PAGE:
In “normal” times, toilet paper flows from paper mills to retail stores and wholesale distributors through a tight and efficient supply chain, and retailers typically receive frequent shipments to restock their inventory to satisfy a relatively predictable demand. The amount of toilet paper the average American uses has remained constant for many years (around 141 rolls per year, according to AlixPartners, a consulting firm quoted in an article in the New York Post), and even small changes in buying habits can throw everything into disarray, let along big changes such as those which have been associated with COVID-19.5
Why don’t the toilet paper companies just make more?
The reality is making toilet paper is a lower-margin business proposition, and in order to make a profit, the big three U.S. toilet paper companies – Georgia-Pacific, Proctor & Gamble, and Kimberly-Clark – were already running their toilet paper plants 24 hours a day before this new coronavirus pandemic hit.5 In an effort to increase total output during this surge in demand, these manufacturers are making fewer varieties of toilet paper to avoid the down-time which is associated with changing machines to produce a different product SKU.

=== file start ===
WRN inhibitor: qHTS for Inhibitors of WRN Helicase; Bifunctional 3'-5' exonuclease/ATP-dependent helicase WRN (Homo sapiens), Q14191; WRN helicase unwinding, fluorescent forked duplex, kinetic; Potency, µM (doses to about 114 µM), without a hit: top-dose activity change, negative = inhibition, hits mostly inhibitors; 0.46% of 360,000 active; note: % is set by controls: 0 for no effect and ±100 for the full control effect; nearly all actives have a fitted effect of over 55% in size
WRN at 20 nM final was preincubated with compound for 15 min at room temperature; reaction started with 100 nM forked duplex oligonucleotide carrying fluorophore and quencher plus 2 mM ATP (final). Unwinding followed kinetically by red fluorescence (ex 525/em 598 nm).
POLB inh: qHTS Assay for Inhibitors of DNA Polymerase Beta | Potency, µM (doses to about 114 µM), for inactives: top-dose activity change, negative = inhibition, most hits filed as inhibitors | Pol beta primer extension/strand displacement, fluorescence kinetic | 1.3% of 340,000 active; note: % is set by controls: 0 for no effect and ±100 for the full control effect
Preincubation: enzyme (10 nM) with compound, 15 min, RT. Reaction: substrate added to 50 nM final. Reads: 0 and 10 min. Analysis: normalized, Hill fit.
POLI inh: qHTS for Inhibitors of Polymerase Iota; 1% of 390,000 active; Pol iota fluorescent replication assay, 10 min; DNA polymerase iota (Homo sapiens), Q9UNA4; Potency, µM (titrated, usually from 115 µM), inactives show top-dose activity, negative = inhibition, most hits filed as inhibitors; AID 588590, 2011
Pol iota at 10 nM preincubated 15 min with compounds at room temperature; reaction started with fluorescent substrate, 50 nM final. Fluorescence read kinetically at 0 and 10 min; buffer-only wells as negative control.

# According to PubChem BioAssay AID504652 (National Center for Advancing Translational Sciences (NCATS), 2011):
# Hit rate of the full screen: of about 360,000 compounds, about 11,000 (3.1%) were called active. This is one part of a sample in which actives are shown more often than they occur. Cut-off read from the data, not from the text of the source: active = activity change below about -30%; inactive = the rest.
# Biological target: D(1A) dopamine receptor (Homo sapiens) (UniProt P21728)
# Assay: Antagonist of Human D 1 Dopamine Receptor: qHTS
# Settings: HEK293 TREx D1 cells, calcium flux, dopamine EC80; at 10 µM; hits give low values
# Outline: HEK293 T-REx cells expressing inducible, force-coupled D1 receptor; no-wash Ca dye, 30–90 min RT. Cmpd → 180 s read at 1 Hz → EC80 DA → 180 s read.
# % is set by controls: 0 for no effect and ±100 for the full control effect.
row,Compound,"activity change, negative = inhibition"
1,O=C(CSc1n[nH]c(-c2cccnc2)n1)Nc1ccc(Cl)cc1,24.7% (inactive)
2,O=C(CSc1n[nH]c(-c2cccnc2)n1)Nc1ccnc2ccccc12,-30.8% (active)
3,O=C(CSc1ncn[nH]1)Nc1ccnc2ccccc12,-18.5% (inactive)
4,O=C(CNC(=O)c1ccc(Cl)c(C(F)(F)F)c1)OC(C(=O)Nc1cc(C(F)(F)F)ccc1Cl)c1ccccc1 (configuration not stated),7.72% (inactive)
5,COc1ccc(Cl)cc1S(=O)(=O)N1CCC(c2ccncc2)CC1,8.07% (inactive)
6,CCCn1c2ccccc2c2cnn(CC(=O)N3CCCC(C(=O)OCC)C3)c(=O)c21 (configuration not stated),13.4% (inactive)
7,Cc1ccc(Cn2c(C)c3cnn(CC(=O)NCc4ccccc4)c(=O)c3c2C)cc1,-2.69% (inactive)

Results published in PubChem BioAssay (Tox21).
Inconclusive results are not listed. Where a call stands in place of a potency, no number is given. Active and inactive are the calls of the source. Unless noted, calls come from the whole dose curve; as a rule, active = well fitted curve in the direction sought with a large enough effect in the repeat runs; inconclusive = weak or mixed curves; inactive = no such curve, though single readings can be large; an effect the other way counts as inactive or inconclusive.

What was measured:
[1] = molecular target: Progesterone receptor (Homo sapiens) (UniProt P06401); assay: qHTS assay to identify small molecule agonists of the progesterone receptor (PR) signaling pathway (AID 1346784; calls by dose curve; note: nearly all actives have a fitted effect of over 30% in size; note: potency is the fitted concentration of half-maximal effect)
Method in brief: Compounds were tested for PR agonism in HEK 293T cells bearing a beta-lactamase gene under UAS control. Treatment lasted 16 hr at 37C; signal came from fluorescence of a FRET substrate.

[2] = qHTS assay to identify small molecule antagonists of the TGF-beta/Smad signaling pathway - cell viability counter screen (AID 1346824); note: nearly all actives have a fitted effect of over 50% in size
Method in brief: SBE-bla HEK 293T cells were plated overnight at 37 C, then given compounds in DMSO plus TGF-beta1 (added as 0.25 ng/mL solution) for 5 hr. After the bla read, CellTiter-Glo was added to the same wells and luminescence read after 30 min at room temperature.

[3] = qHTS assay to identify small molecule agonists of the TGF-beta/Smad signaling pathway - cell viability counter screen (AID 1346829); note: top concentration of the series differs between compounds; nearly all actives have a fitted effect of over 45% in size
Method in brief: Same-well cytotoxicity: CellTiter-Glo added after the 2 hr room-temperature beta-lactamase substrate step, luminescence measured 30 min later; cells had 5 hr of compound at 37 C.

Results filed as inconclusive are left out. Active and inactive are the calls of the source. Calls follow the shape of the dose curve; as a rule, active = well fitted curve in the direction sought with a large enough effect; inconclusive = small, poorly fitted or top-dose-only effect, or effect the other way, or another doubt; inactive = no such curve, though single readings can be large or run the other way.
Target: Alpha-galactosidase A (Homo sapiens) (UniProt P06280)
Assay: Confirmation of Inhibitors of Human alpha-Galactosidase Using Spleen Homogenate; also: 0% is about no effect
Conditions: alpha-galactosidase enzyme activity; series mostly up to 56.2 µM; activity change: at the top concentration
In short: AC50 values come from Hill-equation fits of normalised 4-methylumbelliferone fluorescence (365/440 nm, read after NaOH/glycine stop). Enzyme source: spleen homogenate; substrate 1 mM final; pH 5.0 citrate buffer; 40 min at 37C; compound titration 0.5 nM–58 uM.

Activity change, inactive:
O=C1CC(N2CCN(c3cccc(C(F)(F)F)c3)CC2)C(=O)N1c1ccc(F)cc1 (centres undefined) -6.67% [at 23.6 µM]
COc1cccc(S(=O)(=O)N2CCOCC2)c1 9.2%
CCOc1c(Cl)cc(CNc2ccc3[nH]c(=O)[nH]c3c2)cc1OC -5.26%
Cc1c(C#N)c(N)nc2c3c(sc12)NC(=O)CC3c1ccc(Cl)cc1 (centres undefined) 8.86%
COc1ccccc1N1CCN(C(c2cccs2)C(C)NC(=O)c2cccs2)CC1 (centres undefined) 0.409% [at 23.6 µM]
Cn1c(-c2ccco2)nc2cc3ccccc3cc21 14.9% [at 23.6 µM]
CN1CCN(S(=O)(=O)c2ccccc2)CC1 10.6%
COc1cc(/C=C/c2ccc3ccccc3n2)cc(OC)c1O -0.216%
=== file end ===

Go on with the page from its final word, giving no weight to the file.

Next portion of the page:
As this analysis is being written, availability of toilet paper is expected to increase in the coming weeks and months. The good news is that consumer demand is beginning to level off, and more toilet paper is being made and is on its way to grocery stores and wholesale distribution warehouses every day.
COVID-19 has had an enormous and outsized impact on every facet of our daily lives, and it appears that this virus will continue to have a negative impact on the global supply chain for the immediate near-term future.